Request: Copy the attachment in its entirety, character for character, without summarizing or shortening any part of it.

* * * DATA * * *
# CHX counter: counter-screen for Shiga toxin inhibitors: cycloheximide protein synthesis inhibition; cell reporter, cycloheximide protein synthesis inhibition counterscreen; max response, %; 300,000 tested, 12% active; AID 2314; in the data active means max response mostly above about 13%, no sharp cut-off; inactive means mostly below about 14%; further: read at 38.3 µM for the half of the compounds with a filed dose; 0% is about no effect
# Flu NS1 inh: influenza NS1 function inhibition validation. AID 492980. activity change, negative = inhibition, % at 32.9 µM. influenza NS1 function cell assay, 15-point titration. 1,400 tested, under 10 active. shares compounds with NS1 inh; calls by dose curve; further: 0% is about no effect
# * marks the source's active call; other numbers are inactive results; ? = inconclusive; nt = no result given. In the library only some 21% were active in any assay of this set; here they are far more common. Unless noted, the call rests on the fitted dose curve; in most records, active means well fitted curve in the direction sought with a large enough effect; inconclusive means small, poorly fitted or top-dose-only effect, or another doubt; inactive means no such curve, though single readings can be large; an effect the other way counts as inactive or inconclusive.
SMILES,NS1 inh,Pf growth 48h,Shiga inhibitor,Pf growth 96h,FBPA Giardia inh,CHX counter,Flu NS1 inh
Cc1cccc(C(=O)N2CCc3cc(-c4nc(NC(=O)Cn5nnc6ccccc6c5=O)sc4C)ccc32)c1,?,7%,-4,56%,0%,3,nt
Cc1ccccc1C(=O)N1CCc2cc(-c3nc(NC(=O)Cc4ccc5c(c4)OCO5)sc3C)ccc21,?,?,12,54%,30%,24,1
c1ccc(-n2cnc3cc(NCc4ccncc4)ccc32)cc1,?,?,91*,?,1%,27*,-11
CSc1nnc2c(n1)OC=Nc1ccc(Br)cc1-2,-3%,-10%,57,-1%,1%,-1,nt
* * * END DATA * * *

# CHX counter: counter-screen for Shiga toxin inhibitors: cycloheximide protein synthesis inhibition; cell reporter, cycloheximide protein synthesis inhibition counterscreen; max response, %; 300,000 tested, 12% active; AID 2314; in the data active means max response mostly above about 13%, no sharp cut-off; inactive means mostly below about 14%; further: read at 38.3 µM for the half of the compounds with a filed dose; 0% is about no effect
# Flu NS1 inh: influenza NS1 function inhibition validation. AID 492980. activity change, negative = inhibition, % at 32.9 µM. influenza NS1 function cell assay, 15-point titration. 1,400 tested, under 10 active. shares compounds with NS1 inh; calls by dose curve; further: 0% is about no effect
# * marks the source's active call; other numbers are inactive results; ? = inconclusive; nt = no result given. In the library only some 21% were active in any assay of this set; here they are far more common. Unless noted, the call rests on the fitted dose curve; in most records, active means well fitted curve in the direction sought with a large enough effect; inconclusive means small, poorly fitted or top-dose-only effect, or another doubt; inactive means no such curve, though single readings can be large; an effect the other way counts as inactive or inconclusive.
SMILES,NS1 inh,Pf growth 48h,Shiga inhibitor,Pf growth 96h,FBPA Giardia inh,CHX counter,Flu NS1 inh
Cc1cccc(C(=O)N2CCc3cc(-c4nc(NC(=O)Cn5nnc6ccccc6c5=O)sc4C)ccc32)c1,?,7%,-4,56%,0%,3,nt
Cc1ccccc1C(=O)N1CCc2cc(-c3nc(NC(=O)Cc4ccc5c(c4)OCO5)sc3C)ccc21,?,?,12,54%,30%,24,1
c1ccc(-n2cnc3cc(NCc4ccncc4)ccc32)cc1,?,?,91*,?,1%,27*,-11
CSc1nnc2c(n1)OC=Nc1ccc(Br)cc1-2,-3%,-10%,57,-1%,1%,-1,nt